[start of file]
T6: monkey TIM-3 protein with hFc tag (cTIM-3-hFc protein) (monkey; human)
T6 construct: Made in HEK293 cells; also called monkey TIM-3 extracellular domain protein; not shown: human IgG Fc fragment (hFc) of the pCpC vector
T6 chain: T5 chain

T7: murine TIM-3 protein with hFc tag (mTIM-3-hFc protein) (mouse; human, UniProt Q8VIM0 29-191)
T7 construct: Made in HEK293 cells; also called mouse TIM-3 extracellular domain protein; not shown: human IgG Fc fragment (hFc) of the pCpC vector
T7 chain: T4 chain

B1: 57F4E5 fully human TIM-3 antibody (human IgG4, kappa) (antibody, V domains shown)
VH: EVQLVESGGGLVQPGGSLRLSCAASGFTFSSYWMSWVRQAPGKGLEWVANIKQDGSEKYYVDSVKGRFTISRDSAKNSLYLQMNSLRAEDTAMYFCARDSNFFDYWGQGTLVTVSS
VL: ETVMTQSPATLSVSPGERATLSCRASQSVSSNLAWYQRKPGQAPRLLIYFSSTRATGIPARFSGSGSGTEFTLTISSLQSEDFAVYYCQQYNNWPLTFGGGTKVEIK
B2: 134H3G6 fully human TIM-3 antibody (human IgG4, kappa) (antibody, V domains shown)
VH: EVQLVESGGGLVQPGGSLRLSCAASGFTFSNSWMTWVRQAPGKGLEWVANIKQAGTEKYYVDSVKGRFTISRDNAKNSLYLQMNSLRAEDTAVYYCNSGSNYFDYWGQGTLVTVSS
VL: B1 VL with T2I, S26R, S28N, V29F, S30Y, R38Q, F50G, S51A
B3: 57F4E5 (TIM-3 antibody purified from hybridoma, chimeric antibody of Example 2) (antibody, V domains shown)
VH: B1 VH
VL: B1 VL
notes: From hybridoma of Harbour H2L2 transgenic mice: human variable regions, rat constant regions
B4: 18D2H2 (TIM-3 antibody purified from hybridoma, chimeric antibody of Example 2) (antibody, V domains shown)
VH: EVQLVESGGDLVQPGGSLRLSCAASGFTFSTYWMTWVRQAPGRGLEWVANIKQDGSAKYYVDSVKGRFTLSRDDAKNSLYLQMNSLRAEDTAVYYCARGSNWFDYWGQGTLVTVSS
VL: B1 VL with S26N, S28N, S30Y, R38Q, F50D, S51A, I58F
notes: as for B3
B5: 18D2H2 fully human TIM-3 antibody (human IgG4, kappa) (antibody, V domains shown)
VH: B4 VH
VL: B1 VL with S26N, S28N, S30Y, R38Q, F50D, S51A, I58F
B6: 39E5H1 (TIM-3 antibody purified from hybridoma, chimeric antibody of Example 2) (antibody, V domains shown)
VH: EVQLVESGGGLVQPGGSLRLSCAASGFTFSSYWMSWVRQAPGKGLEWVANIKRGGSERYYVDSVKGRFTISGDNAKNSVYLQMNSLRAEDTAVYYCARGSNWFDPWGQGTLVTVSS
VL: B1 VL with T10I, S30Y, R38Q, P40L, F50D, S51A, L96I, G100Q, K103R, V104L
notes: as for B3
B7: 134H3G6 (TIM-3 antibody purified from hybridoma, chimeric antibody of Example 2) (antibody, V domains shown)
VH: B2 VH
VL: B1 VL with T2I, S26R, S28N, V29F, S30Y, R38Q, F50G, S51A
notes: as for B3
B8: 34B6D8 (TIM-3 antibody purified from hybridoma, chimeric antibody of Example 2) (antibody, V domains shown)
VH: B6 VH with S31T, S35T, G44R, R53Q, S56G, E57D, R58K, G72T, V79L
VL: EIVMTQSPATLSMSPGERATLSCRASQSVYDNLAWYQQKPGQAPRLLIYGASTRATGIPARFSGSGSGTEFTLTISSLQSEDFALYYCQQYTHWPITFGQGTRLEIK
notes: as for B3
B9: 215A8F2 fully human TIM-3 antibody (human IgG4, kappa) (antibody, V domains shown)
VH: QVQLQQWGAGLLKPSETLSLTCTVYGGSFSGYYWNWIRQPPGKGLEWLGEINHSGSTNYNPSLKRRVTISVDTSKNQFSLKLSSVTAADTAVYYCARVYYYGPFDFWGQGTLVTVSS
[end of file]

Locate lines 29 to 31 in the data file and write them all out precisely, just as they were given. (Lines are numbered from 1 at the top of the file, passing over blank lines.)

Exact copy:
VH: B2 VH
VL: B1 VL with T2I, S26R, S28N, V29F, S30Y, R38Q, F50G, S51A
notes: as for B3